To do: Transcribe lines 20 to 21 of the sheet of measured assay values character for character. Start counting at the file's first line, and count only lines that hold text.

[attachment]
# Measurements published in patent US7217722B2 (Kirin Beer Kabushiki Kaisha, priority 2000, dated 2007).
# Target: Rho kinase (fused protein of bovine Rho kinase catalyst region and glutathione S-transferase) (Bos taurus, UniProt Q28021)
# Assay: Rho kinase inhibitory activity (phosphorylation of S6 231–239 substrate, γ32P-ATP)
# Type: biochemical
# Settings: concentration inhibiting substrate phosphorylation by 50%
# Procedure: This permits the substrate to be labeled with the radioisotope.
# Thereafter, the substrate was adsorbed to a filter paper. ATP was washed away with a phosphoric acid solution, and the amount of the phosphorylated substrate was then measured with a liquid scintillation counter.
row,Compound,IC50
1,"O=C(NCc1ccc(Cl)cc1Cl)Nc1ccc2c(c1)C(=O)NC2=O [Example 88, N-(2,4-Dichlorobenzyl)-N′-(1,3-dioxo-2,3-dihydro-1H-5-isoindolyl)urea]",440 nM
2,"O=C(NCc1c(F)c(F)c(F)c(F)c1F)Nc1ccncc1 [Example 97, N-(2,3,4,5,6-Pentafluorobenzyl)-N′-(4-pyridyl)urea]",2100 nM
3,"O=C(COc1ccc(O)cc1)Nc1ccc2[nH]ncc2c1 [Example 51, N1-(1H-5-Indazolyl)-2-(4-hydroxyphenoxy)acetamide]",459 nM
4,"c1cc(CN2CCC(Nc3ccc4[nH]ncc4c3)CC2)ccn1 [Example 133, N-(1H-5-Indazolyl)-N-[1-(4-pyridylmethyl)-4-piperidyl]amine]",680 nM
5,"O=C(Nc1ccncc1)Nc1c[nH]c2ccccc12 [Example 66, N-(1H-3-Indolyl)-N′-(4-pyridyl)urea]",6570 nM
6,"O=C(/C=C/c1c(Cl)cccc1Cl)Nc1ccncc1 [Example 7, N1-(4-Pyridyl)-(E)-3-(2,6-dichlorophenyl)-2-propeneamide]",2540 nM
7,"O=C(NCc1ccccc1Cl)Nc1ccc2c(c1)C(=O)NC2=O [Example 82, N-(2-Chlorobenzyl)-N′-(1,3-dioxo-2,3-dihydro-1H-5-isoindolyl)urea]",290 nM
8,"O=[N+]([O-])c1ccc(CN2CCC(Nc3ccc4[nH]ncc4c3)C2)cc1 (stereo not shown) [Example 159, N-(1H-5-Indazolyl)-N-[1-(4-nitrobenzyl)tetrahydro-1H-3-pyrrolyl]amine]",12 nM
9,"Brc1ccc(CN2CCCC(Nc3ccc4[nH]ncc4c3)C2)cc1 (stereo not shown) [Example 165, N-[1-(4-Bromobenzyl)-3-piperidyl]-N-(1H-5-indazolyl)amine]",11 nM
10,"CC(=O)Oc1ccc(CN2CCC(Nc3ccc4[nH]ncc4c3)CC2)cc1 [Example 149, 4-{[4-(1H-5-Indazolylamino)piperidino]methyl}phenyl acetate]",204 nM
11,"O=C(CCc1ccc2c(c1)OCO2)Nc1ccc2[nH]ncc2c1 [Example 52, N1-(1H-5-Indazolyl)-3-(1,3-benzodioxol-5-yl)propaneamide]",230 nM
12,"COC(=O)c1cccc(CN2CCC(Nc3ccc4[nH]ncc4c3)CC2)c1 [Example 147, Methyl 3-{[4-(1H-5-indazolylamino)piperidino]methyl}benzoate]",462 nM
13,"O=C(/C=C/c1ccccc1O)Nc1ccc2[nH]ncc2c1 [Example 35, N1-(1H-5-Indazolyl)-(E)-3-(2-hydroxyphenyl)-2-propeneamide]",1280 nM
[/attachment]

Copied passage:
12,"COC(=O)c1cccc(CN2CCC(Nc3ccc4[nH]ncc4c3)CC2)c1 [Example 147, Methyl 3-{[4-(1H-5-indazolylamino)piperidino]methyl}benzoate]",462 nM
13,"O=C(/C=C/c1ccccc1O)Nc1ccc2[nH]ncc2c1 [Example 35, N1-(1H-5-Indazolyl)-(E)-3-(2-hydroxyphenyl)-2-propeneamide]",1280 nM